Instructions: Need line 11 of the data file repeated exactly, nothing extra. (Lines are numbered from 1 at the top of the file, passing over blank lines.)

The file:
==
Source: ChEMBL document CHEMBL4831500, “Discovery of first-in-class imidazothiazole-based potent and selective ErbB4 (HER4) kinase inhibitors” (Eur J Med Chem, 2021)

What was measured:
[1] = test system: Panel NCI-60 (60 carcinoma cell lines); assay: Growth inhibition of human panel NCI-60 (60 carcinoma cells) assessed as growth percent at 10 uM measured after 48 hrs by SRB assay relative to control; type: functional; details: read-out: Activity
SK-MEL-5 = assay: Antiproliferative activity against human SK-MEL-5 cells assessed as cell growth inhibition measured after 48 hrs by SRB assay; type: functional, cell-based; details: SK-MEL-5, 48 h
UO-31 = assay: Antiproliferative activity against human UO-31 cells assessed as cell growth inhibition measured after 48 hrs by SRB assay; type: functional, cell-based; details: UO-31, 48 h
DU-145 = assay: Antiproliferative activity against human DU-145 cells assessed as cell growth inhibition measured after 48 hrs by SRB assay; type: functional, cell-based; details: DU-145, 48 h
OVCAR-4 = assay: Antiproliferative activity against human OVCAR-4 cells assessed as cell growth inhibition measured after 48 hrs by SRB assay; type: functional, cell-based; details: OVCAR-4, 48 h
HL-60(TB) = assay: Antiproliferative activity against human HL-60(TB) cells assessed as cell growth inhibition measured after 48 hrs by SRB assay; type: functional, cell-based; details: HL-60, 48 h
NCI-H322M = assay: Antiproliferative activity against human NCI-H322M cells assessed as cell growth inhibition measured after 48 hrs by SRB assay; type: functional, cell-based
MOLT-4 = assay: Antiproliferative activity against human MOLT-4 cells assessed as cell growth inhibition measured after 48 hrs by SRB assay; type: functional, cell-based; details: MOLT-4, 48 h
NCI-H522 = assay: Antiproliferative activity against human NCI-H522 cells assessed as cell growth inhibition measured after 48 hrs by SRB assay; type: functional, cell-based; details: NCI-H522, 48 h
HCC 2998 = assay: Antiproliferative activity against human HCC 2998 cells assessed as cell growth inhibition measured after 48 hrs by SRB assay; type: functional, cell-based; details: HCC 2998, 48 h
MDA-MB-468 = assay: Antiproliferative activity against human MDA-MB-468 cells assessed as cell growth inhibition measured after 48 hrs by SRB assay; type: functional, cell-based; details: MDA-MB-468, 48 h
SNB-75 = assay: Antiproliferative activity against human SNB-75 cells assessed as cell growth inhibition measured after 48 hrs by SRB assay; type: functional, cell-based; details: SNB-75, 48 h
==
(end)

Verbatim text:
NCI-H522 = assay: Antiproliferative activity against human NCI-H522 cells assessed as cell growth inhibition measured after 48 hrs by SRB assay; type: functional, cell-based; details: NCI-H522, 48 h